Book Image

Splunk 9.x Enterprise Certified Admin Guide

By : Srikanth Yarlagadda
Book Image

Splunk 9.x Enterprise Certified Admin Guide

By: Srikanth Yarlagadda

Overview of this book

The IT sector's appetite for Splunk and skilled Splunk developers continues to surge, offering more opportunities for developers with each passing decade. If you want to enhance your career as a Splunk Enterprise administrator, then Splunk 9.x Enterprise Certified Admin Guide will not only aid you in excelling on your exam but also pave the way for a successful career. You’ll begin with an overview of Splunk Enterprise, including installation, license management, user management, and forwarder management. Additionally, you’ll delve into indexes management, including the creation and management of indexes used to store data in Splunk. You’ll also uncover config files, which are used to configure various settings and components in Splunk. As you advance, you’ll explore data administration, including data inputs, which are used to collect data from various sources, such as log files, network protocols (TCP/UDP), APIs, and agentless inputs (HEC). You’ll also discover search-time and index-time field extraction, used to create reports and visualizations, and help make the data in Splunk more searchable and accessible. The self-assessment questions and answers at the end of each chapter will help you gauge your understanding. By the end of this book, you’ll be well versed in all the topics required to pass the Splunk Enterprise Admin exam and use Splunk features effectively.
Table of Contents (17 chapters)
Part 1: Splunk System Administration
Part 2:Splunk Data Administration
Chapter 12: Self-Assessment Mock Exam

Splunk Validated Architectures (SVAs)

This section is completely optional as this topic isn’t included in the Splunk admin exam blueprint; however, I recommend going through it to get an insight and familiarize yourself with what Splunk’s architecture looks like, as well as where the processing and management components are positioned and interconnected.

So far, we have learned about Splunk Enterprise’s features and components and their roles in a standalone or distributed deployment. It is time to see some of the deployment architectures, called SVAs, curated by the best minds at Splunk Inc.

Just as there is more than one solution to a problem, similarly, a single architecture might not fit every organization. For Splunk Enterprise architects and Splunk Enterprise admins who go through many variables and evaluate to come up with a suitable design, SVAs offer guidance with best practices and off-the-shelf readily available designs. A Splunk Enterprise architect’s roles and responsibilities vary from that of a typical admin. Splunk Education offers courses to prepare you to become a Splunk Enterprise-certified architect, and the Splunk Enterprise Admin certification is a prerequisite.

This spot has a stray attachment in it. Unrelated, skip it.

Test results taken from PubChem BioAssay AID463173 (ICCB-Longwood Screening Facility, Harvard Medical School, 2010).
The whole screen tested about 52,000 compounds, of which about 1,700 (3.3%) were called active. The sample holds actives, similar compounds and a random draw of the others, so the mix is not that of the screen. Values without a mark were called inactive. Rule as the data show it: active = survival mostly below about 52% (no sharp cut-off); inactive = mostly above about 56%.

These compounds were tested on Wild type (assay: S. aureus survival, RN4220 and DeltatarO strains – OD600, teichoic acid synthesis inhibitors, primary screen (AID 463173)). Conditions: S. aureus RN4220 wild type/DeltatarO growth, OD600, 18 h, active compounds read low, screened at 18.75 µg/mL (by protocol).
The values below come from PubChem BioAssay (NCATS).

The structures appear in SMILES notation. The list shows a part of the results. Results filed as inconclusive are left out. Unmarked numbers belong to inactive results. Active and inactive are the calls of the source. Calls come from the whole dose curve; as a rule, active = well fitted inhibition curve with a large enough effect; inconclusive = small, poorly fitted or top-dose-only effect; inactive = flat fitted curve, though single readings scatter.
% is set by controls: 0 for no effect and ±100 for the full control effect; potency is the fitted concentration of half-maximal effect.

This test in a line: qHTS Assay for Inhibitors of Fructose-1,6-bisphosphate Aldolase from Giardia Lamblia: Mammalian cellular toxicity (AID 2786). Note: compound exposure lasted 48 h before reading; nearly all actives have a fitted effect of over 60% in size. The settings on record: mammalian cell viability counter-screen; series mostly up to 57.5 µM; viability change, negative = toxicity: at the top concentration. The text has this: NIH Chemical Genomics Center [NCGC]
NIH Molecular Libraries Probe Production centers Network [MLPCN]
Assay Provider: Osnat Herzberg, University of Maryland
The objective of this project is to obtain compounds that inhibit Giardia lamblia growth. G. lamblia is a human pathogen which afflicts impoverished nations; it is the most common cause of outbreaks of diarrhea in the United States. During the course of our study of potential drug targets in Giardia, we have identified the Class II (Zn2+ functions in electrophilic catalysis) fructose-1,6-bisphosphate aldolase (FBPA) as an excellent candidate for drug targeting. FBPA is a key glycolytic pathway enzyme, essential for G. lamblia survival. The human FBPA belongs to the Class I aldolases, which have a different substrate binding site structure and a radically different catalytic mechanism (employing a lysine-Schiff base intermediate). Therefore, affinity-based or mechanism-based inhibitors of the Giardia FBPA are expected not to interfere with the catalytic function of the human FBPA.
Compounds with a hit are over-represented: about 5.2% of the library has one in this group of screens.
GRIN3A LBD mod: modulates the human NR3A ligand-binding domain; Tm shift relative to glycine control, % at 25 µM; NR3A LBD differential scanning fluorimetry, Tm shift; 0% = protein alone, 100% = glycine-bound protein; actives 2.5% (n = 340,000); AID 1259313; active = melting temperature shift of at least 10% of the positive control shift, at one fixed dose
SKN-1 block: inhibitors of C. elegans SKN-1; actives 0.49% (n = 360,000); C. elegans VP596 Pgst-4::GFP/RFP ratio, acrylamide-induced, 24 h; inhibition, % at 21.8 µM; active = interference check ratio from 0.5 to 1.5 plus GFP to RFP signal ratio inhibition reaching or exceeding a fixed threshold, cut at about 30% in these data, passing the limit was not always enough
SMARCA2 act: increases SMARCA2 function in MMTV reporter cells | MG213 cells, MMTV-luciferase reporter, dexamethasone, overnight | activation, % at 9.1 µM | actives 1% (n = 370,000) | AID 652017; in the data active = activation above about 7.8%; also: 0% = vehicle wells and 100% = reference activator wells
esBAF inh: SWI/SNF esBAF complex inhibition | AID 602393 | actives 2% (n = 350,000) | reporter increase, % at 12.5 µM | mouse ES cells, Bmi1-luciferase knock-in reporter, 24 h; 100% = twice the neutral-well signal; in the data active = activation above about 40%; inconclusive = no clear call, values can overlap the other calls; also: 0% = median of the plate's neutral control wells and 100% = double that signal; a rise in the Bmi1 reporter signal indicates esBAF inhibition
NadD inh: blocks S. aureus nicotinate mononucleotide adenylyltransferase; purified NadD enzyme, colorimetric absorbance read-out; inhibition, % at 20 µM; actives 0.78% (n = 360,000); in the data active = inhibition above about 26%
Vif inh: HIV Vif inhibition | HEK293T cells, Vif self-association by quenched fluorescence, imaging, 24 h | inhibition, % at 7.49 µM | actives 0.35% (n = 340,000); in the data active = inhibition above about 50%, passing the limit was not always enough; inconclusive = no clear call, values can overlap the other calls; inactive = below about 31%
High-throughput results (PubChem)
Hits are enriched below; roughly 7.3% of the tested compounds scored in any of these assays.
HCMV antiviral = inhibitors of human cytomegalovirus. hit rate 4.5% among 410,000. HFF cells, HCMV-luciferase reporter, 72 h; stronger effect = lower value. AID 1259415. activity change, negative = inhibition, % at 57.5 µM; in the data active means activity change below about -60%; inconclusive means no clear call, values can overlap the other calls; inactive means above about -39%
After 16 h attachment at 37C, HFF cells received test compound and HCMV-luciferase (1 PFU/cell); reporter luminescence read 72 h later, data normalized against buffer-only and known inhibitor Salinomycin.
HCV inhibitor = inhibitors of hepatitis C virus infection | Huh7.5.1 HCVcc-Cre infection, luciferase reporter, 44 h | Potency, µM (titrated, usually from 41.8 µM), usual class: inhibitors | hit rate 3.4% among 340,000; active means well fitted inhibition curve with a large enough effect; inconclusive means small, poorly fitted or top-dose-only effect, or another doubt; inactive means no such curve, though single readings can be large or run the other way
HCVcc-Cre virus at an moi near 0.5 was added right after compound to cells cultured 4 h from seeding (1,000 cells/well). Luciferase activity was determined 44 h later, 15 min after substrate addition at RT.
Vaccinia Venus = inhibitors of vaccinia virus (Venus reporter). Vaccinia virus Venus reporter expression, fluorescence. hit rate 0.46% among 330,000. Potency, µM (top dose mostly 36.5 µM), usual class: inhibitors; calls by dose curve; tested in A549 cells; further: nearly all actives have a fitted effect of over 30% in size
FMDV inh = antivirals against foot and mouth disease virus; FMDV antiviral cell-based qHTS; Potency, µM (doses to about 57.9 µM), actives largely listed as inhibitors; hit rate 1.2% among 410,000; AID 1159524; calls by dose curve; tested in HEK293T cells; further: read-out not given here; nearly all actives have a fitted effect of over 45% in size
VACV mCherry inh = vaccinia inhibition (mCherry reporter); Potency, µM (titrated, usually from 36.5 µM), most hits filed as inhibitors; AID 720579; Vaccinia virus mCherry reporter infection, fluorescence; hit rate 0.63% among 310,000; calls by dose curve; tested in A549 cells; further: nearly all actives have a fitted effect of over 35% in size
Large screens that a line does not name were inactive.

Let’s go through some of the prominent validated architectures of Splunk Enterprise on-premises. A full list of SVAs is available here:

Single-server deployment

A single-server alias standalone deployment consists of a Splunk Enterprise instance that combines both SH and indexer functionality.

The following diagram shows the deployment architecture:

Figure 1.4: Standalone deployment architecture

Figure 1.4: Standalone deployment architecture

The diagram shows a standalone/single Splunk instance, a collection tier forwarding events to a single instance, and an optional DS to manage the collection tier/forwarders.

The only advantage of this deployment type is its cost-effective and easy to manage.

Let’s look at the limitations of this deployment type, as follows:

  • Works for a limited number of users, between four and eight
  • Data indexing size is limited to below 300 GB per day
  • Does not work effectively for critical searches
  • No high availability and disaster recovery
  • Migrating to distributed deployment is straightforward with additional hardware

Let’s take a look at distributed non-cluster deployment, which is a more advanced setup than a single-server deployment.

Distributed non-clustered deployment

Distributed non-clustered deployment works better for additional workload and indexing capacity than a single-server deployment. The separation of SH and indexing duties increases the total cost of ownership (TCO).

The following diagram shows the non-clustered deployment architecture with separate SH and indexing tiers:

Figure 1.5: Distributed non-clustered architecture

Figure 1.5: Distributed non-clustered architecture

In the depicted architecture, a separate search tier comprises a SHC and an indexing tier with multiple standalone indexers. The SHC-D is a mandatory management component responsible for deploying configurations to the SHC using apps. It facilitates the deployment process by pushing configuration updates via apps from the SHC-D to the SHC. A DS is utilized for managing forwarders, while an LM stores license information. The DS ensures effective forwarder management, while the LM serves as a central repository for license details, with all other instances connecting to it for license information. Let’s look at the advantages of this deployment over single-server deployment: